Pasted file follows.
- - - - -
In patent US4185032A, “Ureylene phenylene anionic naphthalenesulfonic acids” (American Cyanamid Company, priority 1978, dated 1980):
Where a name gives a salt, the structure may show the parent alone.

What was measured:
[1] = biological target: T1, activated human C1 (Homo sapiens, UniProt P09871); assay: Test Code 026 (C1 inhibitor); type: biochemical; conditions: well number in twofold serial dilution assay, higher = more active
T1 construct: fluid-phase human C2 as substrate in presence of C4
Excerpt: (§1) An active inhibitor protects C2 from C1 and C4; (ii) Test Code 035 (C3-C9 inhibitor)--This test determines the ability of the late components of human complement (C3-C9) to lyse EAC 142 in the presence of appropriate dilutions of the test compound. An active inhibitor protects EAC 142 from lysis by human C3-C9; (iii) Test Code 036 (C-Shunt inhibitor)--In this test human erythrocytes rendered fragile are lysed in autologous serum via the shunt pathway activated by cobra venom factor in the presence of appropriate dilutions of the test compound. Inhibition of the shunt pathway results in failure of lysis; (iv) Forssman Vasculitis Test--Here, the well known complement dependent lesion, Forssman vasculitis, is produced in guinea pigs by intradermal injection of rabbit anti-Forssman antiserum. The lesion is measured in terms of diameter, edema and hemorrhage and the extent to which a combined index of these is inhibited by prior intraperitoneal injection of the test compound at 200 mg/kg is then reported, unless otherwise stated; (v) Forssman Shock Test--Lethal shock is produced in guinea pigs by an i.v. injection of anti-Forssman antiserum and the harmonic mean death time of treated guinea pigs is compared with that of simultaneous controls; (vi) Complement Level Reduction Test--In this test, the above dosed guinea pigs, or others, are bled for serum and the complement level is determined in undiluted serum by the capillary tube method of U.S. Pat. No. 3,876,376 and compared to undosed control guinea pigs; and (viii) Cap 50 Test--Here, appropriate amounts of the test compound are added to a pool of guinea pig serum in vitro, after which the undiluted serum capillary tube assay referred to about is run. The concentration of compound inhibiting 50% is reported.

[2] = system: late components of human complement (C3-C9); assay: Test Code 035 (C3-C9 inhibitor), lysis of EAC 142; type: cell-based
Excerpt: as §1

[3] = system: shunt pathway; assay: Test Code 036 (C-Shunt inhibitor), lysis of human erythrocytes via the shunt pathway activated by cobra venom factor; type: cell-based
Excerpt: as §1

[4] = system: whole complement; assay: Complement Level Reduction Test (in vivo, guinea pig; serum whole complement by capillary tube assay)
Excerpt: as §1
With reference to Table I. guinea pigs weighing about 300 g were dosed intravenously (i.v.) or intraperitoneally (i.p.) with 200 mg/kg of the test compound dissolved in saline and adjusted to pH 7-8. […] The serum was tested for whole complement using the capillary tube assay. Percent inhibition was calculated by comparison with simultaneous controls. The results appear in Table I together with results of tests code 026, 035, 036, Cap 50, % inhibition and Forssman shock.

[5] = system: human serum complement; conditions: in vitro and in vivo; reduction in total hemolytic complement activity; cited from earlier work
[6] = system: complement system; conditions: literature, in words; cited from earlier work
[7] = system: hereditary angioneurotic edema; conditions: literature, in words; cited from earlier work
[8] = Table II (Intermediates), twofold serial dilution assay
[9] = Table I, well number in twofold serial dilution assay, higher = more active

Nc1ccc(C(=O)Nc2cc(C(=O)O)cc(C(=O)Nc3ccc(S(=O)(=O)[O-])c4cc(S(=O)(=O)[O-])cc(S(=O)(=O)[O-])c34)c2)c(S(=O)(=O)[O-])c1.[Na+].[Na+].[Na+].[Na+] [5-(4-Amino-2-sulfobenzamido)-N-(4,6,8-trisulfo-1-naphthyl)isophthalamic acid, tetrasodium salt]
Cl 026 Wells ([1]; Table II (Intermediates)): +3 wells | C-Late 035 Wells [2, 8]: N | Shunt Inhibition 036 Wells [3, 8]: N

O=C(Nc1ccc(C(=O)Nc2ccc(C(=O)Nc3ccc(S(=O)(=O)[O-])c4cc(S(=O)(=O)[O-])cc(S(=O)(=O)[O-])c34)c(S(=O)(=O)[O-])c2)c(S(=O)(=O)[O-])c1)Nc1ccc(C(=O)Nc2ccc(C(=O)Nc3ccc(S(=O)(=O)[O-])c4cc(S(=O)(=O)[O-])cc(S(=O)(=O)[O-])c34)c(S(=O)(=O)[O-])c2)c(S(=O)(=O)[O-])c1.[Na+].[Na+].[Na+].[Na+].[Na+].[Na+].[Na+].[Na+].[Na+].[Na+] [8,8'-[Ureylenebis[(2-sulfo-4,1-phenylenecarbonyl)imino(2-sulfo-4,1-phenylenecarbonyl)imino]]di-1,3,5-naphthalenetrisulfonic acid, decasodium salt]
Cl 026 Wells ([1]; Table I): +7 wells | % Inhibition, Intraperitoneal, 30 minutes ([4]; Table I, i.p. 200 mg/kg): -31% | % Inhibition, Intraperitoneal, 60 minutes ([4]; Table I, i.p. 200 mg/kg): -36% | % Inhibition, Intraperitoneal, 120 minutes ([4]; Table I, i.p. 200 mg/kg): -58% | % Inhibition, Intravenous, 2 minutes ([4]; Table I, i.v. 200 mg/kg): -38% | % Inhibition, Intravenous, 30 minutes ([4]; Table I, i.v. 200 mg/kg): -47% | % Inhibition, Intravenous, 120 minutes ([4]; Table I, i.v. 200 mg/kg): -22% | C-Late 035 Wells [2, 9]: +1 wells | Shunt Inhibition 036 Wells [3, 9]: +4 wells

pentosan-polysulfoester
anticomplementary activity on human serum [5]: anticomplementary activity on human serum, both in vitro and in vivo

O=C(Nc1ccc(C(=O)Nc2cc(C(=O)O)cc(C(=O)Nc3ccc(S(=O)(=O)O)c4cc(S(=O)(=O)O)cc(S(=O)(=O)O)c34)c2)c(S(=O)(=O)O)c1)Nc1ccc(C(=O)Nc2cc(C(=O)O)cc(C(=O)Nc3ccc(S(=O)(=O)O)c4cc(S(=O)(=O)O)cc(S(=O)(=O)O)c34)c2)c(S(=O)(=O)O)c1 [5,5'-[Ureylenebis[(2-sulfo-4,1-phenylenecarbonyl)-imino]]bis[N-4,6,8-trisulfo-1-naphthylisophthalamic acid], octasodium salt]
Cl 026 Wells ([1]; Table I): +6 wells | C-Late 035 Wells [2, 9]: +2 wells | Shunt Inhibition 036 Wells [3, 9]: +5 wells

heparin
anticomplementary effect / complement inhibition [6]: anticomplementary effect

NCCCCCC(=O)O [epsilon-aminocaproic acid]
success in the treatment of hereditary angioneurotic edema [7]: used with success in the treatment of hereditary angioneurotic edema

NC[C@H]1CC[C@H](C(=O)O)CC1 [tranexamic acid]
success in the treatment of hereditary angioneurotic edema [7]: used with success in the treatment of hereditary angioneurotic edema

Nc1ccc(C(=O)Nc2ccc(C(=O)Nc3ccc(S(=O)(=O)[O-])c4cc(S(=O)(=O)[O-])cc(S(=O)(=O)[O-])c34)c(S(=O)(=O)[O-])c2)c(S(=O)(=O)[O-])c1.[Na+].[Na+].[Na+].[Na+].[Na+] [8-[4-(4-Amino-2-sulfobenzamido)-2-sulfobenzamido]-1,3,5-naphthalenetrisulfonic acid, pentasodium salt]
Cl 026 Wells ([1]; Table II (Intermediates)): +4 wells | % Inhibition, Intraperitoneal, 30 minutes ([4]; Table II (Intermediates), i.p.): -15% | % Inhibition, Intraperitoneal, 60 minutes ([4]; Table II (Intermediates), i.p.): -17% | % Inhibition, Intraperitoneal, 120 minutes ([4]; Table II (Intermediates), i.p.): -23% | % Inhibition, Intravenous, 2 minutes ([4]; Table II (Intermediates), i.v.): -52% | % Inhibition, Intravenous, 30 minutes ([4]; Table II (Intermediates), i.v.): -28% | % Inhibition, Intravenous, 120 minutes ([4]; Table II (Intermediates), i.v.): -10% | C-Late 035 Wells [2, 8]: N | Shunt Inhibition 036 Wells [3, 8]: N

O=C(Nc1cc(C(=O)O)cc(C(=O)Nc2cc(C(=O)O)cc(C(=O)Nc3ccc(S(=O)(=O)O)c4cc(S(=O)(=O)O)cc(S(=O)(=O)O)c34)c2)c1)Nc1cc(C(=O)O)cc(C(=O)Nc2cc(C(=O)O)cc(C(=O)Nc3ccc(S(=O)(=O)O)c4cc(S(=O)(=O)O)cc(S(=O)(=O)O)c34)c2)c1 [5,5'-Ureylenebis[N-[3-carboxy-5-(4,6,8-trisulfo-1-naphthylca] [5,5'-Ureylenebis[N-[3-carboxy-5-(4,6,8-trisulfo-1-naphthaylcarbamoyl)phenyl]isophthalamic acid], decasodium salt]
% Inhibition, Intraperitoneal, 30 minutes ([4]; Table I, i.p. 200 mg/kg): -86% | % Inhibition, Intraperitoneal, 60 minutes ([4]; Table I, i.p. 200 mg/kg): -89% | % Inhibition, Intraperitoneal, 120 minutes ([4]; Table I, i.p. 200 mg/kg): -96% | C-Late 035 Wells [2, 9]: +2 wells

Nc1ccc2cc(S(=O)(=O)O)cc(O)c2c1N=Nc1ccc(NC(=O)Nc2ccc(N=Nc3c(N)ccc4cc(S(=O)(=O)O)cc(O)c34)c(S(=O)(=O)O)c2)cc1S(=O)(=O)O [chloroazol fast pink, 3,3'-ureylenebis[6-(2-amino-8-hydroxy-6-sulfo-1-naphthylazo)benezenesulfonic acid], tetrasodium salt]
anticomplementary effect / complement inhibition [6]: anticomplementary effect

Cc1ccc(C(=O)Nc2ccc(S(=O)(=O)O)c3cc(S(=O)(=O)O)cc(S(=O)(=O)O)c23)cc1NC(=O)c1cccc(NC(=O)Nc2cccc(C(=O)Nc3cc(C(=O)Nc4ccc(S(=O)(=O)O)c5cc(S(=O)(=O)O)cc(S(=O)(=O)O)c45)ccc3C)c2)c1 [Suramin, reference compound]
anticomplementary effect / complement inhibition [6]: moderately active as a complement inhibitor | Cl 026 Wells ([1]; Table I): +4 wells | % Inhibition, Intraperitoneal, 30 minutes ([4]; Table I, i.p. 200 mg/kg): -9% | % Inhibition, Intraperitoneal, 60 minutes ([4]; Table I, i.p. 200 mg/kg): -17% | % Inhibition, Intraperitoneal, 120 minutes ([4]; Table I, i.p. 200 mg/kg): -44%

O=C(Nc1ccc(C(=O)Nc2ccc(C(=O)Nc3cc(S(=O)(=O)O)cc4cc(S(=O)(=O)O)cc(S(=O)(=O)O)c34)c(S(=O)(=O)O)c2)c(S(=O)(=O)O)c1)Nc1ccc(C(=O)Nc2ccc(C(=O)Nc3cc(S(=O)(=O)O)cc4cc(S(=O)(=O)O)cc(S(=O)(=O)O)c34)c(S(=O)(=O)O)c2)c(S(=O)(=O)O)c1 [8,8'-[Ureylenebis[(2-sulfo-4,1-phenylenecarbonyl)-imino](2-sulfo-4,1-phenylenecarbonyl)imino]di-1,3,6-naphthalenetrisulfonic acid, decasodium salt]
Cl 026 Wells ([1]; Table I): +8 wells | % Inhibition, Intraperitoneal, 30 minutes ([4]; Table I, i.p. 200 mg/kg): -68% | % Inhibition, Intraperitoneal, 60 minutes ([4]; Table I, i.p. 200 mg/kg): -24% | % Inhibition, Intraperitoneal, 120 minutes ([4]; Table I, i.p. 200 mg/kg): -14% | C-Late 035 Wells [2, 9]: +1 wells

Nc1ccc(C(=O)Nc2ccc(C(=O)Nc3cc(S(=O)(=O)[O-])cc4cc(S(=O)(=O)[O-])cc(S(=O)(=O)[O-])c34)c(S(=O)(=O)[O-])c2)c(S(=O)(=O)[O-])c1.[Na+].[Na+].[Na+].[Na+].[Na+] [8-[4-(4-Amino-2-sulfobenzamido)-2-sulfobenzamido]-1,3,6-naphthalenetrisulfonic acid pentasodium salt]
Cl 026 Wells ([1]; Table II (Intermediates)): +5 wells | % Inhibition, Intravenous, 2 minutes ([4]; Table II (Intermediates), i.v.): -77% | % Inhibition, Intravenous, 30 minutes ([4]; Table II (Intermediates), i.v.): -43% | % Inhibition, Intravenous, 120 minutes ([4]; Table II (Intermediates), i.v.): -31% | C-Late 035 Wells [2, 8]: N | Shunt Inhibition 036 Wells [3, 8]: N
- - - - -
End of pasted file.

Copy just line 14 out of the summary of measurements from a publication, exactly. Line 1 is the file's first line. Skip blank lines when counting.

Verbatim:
[5] = system: human serum complement; conditions: in vitro and in vivo; reduction in total hemolytic complement activity; cited from earlier work